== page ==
One of us is a trauma surgeon, and the other is an emergency physician. We work at UC Davis Medical Center, the Sacramento region's Level 1 trauma center. When someone is shot in Sacramento or anywhere near here, the paramedics often bring them to our hospital.
The most critically injured patients may be transferred by air from many miles away. Teams of physicians, nurses and other health professionals from our departments work quickly to resuscitate and stabilize patients with gunshot wounds, knowing that minutes matter. These teams are good at what they do good enough that the military sends its surgeons to us for training before sending them to treat combat casualties overseas.
Last year, our hospital admitted 152 people who had been shot; others were seen in the emergency department and discharged. The care we provide doesn't end when the wounds heal, of course. We also see patients with acute and chronic medical conditions linked directly to gunshot wounds that occurred as long as decades ago.
While we are proud of our work, we recognize its limits. Only 15 of our admitted patients died from their wounds, but this is largely because most people who die from gunshot wounds die right at the shooting scene. Of those who make it to an emergency department like ours and die nonetheless, many are already under CPR when they arrive, and most have wounds that are simply not survivable not now, and not in any foreseeable future.
To us, as clinicians, this means that in order to continue to reduce the number of people who die from firearm violence, we must also work to prevent them from being shot in the first place. Both of us do such prevention work; one of us has been involved for more than 30 years.
California has much to be proud of in preventing firearm violence. Innovative policies enacted by the Legislature, and public and private violence prevention programs, have made our state a model for the nation. Our firearm-related death rate ranks 34th among the 50 states, in a listing from highest to lowest. Rates in our next-door neighbors Nevada and Arizona, averaged over 10 years from 2001 to 2010, are nearly 80 percent higher than California's.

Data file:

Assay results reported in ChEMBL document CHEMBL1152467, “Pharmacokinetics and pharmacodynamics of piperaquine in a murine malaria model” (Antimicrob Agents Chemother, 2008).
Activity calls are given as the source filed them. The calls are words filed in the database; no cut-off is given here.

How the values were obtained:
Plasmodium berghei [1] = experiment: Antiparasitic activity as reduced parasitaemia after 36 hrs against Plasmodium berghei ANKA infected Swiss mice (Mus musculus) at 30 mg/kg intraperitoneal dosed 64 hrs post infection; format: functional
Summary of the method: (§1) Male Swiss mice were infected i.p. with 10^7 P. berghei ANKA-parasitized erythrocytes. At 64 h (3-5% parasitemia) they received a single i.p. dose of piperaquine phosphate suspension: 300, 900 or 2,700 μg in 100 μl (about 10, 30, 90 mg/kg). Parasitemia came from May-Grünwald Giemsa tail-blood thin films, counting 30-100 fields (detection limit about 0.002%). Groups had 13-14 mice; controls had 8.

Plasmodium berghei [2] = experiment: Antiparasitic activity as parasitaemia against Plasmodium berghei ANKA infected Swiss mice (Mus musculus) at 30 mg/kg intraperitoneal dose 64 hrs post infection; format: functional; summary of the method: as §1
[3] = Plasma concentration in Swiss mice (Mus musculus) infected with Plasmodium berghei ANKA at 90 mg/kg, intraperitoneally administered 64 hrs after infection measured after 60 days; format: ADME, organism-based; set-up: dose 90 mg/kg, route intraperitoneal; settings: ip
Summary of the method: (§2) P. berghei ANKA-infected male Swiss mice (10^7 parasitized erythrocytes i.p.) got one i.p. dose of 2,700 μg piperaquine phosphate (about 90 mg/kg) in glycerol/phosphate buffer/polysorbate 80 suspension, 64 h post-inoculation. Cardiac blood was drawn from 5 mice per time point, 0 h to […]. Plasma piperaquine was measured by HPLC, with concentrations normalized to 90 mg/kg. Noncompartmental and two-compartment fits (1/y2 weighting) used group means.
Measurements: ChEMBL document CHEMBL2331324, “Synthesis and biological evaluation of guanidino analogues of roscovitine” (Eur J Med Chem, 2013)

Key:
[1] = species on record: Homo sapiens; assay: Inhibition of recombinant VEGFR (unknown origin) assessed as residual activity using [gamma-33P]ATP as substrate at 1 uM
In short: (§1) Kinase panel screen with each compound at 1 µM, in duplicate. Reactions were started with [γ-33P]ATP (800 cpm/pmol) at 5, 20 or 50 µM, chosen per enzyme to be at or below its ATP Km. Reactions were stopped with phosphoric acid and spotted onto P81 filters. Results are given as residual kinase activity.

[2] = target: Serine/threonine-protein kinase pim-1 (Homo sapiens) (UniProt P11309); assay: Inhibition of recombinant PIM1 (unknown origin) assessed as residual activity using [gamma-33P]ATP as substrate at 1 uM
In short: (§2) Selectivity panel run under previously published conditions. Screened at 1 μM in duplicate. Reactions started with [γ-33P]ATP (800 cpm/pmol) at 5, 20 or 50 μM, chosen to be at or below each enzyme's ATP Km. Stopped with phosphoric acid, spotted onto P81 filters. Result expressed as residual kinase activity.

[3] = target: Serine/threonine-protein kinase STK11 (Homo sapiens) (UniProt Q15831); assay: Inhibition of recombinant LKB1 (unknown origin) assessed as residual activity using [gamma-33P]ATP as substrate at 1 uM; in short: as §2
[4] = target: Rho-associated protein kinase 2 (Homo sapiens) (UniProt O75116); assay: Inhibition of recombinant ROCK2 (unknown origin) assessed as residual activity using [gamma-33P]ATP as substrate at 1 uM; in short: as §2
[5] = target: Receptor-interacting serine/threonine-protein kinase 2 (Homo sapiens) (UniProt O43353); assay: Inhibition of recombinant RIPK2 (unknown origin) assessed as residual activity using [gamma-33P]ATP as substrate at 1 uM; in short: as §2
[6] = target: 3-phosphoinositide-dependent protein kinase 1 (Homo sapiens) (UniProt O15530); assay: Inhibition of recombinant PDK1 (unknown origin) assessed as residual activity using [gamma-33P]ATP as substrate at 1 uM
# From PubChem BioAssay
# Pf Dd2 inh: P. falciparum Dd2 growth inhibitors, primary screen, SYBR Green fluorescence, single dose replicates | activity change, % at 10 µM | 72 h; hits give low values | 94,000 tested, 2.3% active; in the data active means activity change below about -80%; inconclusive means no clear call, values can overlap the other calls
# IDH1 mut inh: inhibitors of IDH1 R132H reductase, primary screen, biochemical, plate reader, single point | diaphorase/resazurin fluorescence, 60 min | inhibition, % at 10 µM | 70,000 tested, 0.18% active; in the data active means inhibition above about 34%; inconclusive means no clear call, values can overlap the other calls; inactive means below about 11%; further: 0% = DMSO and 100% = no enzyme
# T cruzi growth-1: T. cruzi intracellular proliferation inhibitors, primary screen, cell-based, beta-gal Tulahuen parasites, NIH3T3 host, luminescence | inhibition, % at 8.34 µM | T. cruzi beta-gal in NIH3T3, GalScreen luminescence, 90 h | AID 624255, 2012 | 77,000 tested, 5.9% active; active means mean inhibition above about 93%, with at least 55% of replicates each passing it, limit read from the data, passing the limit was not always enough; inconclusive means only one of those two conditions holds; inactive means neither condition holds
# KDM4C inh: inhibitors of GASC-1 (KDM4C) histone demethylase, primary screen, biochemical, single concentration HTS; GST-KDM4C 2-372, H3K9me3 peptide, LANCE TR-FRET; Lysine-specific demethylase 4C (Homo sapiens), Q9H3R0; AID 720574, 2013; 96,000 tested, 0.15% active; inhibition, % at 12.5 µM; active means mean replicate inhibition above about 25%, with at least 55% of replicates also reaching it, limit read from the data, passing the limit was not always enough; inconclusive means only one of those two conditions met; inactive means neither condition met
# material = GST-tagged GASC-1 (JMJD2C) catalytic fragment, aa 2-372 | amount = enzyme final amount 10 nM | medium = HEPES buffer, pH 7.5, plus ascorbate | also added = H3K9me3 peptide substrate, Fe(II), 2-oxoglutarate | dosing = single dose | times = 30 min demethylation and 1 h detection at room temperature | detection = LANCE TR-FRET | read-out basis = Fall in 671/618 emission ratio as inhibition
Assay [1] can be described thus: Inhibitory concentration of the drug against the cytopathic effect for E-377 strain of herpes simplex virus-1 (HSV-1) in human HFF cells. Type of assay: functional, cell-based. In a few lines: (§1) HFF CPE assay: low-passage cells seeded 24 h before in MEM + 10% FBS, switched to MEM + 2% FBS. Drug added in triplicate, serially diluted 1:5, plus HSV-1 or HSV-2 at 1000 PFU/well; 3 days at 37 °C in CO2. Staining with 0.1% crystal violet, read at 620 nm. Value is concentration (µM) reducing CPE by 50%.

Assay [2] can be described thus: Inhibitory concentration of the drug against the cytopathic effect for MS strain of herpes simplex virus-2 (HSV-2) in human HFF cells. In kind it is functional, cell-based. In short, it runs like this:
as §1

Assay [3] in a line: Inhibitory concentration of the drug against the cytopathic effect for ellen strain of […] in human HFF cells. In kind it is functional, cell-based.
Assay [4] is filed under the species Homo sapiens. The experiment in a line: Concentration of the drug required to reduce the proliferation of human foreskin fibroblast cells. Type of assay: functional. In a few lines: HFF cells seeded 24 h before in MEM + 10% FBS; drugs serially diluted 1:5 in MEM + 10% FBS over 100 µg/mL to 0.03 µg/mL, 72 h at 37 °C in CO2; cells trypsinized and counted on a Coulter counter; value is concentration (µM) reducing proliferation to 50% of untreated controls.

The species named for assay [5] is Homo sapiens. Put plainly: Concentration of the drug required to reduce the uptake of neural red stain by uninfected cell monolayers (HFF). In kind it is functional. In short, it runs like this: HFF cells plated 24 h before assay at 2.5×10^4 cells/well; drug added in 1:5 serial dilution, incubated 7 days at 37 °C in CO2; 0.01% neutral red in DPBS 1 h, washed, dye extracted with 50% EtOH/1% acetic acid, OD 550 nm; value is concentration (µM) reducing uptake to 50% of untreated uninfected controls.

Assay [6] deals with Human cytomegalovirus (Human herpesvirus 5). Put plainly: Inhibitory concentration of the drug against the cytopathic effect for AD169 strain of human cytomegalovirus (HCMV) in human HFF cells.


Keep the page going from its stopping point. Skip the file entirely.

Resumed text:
There is still much work to do. About 3,000 people die from gunshot wounds in our state every year; this is 3,000 too many. And we must remember that firearm violence destroys many more lives than it takes. For every person who dies, another two to three people are seriously injured and survive. Many of them face long-term consequences. The burden imposed by these deaths and disabilities extends to family members, neighbors and entire communities.
We therefore applaud the continued efforts of policymakers in California to reduce firearm violence. The Legislature is considering a wide array of proposals that will make a significant difference if enacted. Among them is one to enforce, systematically, the state's prohibition on firearm possession by felons, other violent criminals and the dangerously mentally ill. There is good evidence that this will prevent violence, yet no other state has tried it.
Another would establish a 10-year prohibition on firearm purchases and possession for active alcohol abusers, defined as people with two or more convictions for alcohol-related offenses, such as driving under the influence, within five years. Given the clear links between alcohol abuse, firearm misuse and violence, this proposal is long overdue.
The remaining proposals include several that would improve our regulation of assault-type firearms and high-capacity ammunition magazines and establish first-ever oversight for sales of ammunition.
We are heartened by new public opinion polls showing that these proposals receive strong support from Californians, including young and old, men and women, liberals and conservatives, Republicans and Democrats. Firearm owners generally and National Rifle Association members specifically support many such measures.
Such a consensus for action presents California and its leaders with a rare opportunity to advance our state's collective health and safety, our security and freedom. As we continue our work, we applaud our fellow citizens for stepping up to the challenge of preventing firearm violence.
Dr. Lynette Scherer and Dr. Garen Wintemute are faculty at the UC Davis School of Medicine and attending physicians at UC Davis Medical Center. Scherer is chief of the division of trauma and emergency surgery, department of surgery. Wintemute is a professor of emergency medicine and the inaugural Baker-Teret chair in violence prevention.